That’s key for Corbett, who very much needs some institutional support to augment her campaign’s meager bankroll. Swalwell’s campaign started 2014 with four times as much money in the bank; consultant Lisa Tucker this week said he raised about $270,000 in this year’s first quarter, and had around $920,000 cash on hand as of March 31. Corbett has not yet disclosed her first-quarter fundraising; the deadline to do so is next Tuesday April 15.

    Tucker said Swalwell was on a plane coming back from Washington, D.C., on Thursday afternoon, and she didn’t want to comment on the labor federation’s choice without speaking with him first.

    Swalwell, Corbett and Bussell will share a stage for the first time at a League of Women Voters candidates’ forum at 6:30 p.m. next Tuesday, April 15 in the Castro Valley Library, 3600 Norbridge Ave.

    From the “no surprise” desk: The labor federation endorsed longtime friend to labor Rep. Mike Honda, D-San Jose, in his bid for an eighth term, over Democratic challenger Ro Khanna and two Republicans in the 17th Congressional District.

    In races for some of the Bay Area’s open legislative seats, the labor federation endorsed Assemblyman Bob Wieckowski, D-Fremont, in the 10th State Senate District; Dublin Mayor Tim Sbranti in the 16th Assembly District; San Jose Councilman Kansen Chu in the 25th Assembly District; and Campbell Councilman Evan Low in the 28th Assembly District. The federation made a dual endorsement in the crowded 15th Assembly District race, backing both Elizabeth Echols and Tony Thurmond over three more Democrats and three additional candidates.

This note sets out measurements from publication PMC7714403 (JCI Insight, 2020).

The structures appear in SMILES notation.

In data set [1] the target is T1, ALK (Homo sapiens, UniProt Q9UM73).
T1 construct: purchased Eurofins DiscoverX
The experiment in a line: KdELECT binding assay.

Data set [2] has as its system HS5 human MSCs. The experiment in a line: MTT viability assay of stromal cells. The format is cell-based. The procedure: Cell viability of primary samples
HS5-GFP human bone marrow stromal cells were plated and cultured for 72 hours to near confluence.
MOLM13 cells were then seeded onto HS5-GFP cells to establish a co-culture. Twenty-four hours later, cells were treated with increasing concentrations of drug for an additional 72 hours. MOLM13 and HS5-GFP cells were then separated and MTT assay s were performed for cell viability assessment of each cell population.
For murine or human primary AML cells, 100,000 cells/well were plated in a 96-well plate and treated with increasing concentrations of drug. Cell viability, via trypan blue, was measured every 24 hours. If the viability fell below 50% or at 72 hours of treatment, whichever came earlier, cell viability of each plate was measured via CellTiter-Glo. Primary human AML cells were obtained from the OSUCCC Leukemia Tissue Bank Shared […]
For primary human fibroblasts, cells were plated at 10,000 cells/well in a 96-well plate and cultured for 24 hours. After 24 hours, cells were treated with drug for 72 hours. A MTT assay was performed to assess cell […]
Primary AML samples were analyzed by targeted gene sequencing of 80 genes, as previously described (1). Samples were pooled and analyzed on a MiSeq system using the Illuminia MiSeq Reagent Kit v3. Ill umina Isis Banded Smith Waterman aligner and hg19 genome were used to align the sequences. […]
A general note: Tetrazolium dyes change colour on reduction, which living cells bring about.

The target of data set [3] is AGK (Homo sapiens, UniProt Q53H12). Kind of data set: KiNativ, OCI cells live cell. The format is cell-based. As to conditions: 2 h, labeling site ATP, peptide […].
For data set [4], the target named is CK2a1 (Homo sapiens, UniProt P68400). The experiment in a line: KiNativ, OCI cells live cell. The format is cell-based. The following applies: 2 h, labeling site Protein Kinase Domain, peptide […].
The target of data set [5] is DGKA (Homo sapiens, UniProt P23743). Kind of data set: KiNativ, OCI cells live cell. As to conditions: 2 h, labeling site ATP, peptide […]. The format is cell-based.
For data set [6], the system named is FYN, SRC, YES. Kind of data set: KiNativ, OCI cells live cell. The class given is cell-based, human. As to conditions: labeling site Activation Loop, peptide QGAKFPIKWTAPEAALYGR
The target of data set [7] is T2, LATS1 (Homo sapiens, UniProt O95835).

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    Reax to Gov. Jerry Brown’s ‘State of the State’

    From state Senate President Pro Tem Darrell Steinberg, D-Sacramento:

    “We enter 2013 surrounded by the most positive atmosphere in several years, and the Governor’s State of the State address points us toward the great potential that lies ahead for California. With bold action, the Legislature worked with Governor Brown to weather the storm of fiscal adversity in perhaps the most difficult period in modern California history. We handled that well; we can also handle success in the better times that lie ahead.

    “I join the Governor in his call for fiscal restraint, but neither can we be afraid to be bold in our vision for California. We cannot spend money that we don’t have, and we won’t. As the economy grows, we will develop smart strategies to pay down debt, to build-up our reserves, and also to begin restoring what’s been lost when the opportunity is there to do so.